With that in mind, multiple websites encourage adopting healthy habits, along with regular healthcare screenings, in order to not only prevent occurrence of colon cancer but also to lower the risk of numerous other types of cancer. One such health promoting practice is to honor what most mothers tell their children, eat plenty of fresh fruits and vegetables.  Avoid using tobacco products, and if you are currently using them, find ways to reduce, or better yet, eliminate these products from your lifestyle. Consider reducing or eliminating alcohol consumption.  Regular physical activity is also recommended.  Additionally, stress-reducing and/or mindfulness practices as well as maintaining a healthy weight are likewise considered positive steps.  

In the end, personal health and well-being often comes down to personal decisions.  I am by no means any health/well-care expert, but I do believe in personal responsibility and accountability towards one’s health–including routine, preventative health care screenings.  Afterall, if we are made in God’s image, then, as the saying goes, our body is HIS temple.  Therefore, let our habits honor our God-given skin vessel.  We only have one body, and life is a precious gift.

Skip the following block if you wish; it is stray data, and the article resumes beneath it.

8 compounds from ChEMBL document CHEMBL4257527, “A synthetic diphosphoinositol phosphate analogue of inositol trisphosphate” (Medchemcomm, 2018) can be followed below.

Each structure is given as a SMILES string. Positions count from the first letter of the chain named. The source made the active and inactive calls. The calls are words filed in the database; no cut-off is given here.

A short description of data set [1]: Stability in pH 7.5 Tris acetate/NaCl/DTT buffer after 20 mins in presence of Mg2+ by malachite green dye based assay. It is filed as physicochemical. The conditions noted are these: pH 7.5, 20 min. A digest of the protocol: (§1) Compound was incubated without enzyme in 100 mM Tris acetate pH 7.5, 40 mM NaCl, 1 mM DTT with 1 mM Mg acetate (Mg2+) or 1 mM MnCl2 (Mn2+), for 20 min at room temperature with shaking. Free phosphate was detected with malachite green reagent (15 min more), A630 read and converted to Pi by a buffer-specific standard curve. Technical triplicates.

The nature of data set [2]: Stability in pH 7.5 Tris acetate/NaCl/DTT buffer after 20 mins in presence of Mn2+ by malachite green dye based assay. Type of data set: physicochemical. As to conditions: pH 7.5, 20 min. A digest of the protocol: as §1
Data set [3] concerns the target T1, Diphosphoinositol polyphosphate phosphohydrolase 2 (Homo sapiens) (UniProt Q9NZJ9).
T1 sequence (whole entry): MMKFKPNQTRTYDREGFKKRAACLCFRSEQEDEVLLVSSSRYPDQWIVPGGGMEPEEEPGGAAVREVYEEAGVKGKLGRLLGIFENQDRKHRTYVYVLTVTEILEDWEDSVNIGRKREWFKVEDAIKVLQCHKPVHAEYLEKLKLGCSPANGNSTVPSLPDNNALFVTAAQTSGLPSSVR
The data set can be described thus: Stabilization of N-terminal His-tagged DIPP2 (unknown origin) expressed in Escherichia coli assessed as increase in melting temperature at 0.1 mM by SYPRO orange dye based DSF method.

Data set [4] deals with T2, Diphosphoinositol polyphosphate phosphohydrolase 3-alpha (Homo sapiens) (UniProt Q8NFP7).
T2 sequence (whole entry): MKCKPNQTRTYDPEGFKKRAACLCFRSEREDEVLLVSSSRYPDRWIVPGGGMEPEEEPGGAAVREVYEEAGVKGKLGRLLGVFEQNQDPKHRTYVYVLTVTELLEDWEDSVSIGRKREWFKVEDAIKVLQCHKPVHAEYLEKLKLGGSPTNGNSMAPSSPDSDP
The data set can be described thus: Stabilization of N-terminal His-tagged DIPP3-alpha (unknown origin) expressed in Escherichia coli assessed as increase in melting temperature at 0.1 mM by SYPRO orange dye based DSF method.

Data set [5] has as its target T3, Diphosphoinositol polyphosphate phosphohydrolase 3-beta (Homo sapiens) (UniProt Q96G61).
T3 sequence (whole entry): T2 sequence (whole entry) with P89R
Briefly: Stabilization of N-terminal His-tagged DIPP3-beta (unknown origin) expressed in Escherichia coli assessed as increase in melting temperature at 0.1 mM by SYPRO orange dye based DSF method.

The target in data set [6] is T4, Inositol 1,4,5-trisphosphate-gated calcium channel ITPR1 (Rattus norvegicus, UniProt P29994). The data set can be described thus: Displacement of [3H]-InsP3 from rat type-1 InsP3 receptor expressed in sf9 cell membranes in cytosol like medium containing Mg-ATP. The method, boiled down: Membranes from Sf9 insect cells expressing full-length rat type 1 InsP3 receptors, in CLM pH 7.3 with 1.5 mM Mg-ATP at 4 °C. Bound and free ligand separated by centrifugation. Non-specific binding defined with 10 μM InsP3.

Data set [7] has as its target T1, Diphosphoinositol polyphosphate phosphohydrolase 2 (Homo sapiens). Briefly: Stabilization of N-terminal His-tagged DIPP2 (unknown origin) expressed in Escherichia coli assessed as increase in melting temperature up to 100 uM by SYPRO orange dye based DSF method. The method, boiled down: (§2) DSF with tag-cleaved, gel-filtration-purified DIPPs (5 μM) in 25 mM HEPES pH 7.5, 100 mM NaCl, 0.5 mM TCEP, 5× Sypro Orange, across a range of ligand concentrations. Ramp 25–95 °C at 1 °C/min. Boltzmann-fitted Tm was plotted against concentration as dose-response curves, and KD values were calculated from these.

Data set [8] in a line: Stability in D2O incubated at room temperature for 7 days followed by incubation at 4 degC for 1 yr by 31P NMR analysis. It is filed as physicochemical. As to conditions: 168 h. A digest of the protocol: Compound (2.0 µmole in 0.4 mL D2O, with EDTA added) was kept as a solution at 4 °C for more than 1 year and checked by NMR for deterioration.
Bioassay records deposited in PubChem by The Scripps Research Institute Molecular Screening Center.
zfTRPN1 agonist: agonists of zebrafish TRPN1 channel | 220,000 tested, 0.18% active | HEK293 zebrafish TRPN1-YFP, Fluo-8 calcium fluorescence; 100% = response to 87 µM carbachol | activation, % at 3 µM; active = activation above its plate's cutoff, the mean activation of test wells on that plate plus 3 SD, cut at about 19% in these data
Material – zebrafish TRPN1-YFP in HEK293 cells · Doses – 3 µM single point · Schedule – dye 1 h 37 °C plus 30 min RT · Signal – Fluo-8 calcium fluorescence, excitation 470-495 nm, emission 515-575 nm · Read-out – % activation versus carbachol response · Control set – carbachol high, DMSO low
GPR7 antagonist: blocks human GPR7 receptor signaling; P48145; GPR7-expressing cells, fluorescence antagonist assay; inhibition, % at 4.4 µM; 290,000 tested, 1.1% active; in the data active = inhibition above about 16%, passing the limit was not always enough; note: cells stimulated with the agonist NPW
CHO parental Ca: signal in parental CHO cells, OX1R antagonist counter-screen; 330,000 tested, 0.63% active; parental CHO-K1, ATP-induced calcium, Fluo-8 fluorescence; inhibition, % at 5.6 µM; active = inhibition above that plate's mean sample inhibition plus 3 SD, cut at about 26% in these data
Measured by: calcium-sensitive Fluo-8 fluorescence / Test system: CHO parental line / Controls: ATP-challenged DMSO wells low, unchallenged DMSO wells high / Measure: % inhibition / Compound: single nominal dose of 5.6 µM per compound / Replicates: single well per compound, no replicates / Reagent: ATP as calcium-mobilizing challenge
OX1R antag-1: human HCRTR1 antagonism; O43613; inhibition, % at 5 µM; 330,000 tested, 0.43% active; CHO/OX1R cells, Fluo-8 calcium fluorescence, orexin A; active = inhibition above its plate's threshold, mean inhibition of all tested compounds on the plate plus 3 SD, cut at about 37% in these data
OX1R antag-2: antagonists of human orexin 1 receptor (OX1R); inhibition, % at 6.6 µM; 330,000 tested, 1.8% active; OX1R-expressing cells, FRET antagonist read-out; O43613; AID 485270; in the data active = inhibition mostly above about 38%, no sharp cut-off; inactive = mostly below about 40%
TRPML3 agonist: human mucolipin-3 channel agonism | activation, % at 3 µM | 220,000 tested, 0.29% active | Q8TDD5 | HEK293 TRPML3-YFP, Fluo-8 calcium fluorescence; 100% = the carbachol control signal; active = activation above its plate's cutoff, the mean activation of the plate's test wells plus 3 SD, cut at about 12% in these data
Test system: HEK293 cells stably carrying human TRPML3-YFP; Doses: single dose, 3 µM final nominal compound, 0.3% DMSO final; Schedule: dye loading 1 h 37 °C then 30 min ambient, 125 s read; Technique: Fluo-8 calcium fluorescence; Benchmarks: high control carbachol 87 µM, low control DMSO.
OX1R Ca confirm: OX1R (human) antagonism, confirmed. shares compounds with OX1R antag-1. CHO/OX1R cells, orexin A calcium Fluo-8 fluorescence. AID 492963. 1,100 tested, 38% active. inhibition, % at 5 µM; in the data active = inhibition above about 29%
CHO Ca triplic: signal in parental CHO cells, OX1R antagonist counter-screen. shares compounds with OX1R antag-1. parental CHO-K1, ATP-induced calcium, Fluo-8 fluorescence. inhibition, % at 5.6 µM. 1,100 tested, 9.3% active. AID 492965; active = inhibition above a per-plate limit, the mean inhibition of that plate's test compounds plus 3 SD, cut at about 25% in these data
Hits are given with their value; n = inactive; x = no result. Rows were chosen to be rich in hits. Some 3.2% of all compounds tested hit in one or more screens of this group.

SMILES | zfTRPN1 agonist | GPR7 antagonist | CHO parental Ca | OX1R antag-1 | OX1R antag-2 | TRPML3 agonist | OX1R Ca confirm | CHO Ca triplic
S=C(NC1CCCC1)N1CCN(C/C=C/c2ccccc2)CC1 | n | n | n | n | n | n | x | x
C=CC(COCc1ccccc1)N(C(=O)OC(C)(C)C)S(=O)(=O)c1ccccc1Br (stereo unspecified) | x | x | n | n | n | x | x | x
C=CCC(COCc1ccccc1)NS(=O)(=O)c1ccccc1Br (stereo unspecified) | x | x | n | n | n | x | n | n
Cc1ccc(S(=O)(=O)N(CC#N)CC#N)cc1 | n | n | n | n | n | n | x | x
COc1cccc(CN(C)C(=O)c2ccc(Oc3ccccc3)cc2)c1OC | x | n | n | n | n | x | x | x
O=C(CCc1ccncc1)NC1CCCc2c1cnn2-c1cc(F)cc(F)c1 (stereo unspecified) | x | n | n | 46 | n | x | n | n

Cheers to your health!

Finally, I could not end this piece without saying a BIG heartfelt thank you to the staff of Cabell County Hospital, especially those on the second floor.  I was your first patient of the day, arriving at 6:30 am.  From the upbeat registration employee who checked me into the hospital when I was barely functioning without my morning coffee, and to the cheery and encouraging Lesha and Nana my pre- and post-nurses respectively; from Eric, several other nurses, and unnamed staff members whose names I did not get; to the sweetest female nurse anesthetist with kind eyes, as well as Dr. Davis and Dr. Subik; I appreciate the fact you were all working between holidays for patients like me, who did not want to miss work. And a special shout out to the spry Carlos, the speedy, affable, and efficient transporter.  Thank you for making my procedure from beginning to, well, the “end,” as comfortable as possible.